Bank of Ireland’s Clodagh Hughes returned to Boston, a city she last lived in as a student, on a trade mission led by Kildare Chamber to forge ties between Kildare and one of the US east coast’s most vibrant business centres. It proved to be a moving experience.
Quincy Market, Faneuil Hall, Red Sox, Fenway Park, Boston Common, the Black Rose, the bar from Cheers, that was then. Now, on my return some years later it is all of the above and so much more. Seaport, Mass Tech Challenge, innovation, robotics, cyber security, green tech an Inclusive city international and diverse.
Many years ago, I won’t say how many, I travelled to Boston as a student. My first job was baking cookies in Faneuil Hall and I had a diverse array of jobs as you do in the land of opportunity: a nanny, a connoisseur of art, a country club Maître d, a waitress, to name a few.
“Our aim is to promote Kildare and its world-class companies during a series of business engagements with private and public organisations”
I lived on Commercial Street in the North End, which they say is the oldest residential community in Boston. The North End of the city became all too familiar as I strolled to and from work each day: Boston’s Little Italy, European and full of charm with many pastries on offer and the old timers on their plastic chairs chattering and drinking coffee. I loved Boston, life was full of carefree adventure I worked hard and prospered but, you can do that in America.
I am now Clodagh, bank manager, mother, wife, adopted by the Lilywhites, Chamber board member, a responsible and productive member of society. But hey, I still have that wanderlust.
Returning to Boston
County Kildare Chamber represents over 400 businesses in Kildare. Allan Shine, CEO of Kildare Chamber, asked would I travel as part of a delegation to Boston.
“Promoting Kildare internationally as the premier location for businesses to set up their European headquarters is made easier with the excellent working relationship we have with our local government and also the vibrant business ecosystem we enjoy in Kildare which is very evident”
This trade mission would form part of the Chamber’s ongoing efforts to raise Kildare’s profile internationally and improve the already-strong bilateral trade and investment linkages with Boston.
The idea was to also provide a forum for Kildare companies active in the Boston area to develop their relationships with customers and other stakeholders. The trade mission is also part of the business agenda to increase the export market penetration and diversification of Kildare companies post-Brexit.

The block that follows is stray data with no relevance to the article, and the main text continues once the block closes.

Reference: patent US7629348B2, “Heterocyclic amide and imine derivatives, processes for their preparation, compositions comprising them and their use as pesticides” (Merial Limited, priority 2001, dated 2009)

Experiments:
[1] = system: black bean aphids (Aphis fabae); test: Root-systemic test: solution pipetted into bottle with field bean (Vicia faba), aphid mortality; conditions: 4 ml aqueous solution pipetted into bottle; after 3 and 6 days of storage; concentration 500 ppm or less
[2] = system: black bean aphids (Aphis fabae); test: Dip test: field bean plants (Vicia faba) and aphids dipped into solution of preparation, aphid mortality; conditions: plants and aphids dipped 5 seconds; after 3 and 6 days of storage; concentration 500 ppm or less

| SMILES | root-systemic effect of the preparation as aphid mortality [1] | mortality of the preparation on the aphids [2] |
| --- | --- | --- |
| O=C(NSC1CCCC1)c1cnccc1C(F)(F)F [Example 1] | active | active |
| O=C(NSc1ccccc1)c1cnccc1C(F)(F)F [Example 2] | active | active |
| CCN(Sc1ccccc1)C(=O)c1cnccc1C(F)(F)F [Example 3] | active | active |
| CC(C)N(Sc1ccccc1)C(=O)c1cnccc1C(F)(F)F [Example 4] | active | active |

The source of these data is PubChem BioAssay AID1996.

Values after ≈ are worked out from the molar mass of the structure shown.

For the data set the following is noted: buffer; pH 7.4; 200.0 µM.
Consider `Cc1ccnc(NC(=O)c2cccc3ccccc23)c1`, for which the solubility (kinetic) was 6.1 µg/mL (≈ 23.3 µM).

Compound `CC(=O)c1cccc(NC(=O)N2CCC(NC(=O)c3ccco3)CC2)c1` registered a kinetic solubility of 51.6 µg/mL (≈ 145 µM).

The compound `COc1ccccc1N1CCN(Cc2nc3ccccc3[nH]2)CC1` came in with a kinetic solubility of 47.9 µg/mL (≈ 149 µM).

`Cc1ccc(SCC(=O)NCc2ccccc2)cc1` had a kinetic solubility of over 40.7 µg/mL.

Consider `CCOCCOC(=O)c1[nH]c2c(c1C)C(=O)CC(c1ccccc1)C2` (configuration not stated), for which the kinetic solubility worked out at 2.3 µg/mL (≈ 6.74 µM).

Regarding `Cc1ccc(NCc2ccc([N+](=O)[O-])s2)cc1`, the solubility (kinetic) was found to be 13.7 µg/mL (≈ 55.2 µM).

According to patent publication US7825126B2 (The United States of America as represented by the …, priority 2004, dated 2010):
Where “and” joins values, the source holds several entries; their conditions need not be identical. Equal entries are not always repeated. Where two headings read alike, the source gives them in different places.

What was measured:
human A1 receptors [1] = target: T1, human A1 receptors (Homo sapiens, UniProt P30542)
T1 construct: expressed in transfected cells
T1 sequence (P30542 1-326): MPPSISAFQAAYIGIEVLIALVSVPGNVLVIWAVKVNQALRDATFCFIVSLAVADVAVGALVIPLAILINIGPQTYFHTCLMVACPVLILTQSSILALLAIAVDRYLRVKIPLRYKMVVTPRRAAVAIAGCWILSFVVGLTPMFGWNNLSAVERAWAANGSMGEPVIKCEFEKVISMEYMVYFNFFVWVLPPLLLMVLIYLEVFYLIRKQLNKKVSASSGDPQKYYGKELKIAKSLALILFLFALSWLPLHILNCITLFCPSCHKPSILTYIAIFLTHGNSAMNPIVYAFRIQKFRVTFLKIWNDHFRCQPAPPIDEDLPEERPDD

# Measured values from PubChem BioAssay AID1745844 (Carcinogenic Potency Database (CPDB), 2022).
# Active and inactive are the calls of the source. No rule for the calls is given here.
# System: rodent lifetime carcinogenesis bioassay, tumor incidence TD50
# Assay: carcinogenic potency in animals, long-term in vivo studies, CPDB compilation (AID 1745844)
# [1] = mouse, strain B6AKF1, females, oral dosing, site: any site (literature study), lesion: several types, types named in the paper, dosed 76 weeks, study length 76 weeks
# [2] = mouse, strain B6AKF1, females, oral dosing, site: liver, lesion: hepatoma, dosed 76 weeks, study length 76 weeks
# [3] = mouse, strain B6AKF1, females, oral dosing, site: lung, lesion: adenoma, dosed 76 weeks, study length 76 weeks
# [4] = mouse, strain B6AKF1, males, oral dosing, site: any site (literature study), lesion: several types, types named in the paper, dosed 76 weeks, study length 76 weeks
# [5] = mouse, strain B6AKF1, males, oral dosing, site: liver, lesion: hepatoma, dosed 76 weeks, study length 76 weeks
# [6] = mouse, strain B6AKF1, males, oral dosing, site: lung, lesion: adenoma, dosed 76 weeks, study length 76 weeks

Boston is on the east coast of the US, which makes travelling there easier. There are 74 colleges and universities in the Boston area with a student population of more than 250,000. There are eight research universities.
Both the IDA and Irish Consulate have offices in Boston. Irish Americans made up 22.8pc of the population. Good enough reasons for the County Kildare business community to want to build connections.
The allure, of course for me was to return to Boston but this time I would represent County Kildare as the location of choice when considering the European market with a population of 210,000, young and vibrant, 30 minutes from Dublin airport, a strategic location in the greater Dublin area.
There were 21 of us on the mission including: Peter Carey, CEO of Kildare County Council; Jacqui McNabb, head of Enterprise in Kildare County Council; Maureen Bergin president of the Chamber and business relations director of Kildare Village; Allan Shine, CEO of Kildare Chamber; small and medium-sized businesses form the county were also well represented, as were Maynooth College and Millennium Park in Naas.
A full agenda, early mornings a well laid-out plan ensued.
Allan Shine informed us: “This trade mission to Boston facilitates the introduction of high-level business contacts for Kildare suppliers spanning a number of key sectors. During the mission, our aim is to promote Kildare and its world-class companies during a series of business engagements with private and public organisations. We will also meet with representatives of the Irish business community in the region. Our aim is to promote Kildare as the location of choice for companies in Boston to explore when considering Ireland as their European headquarters.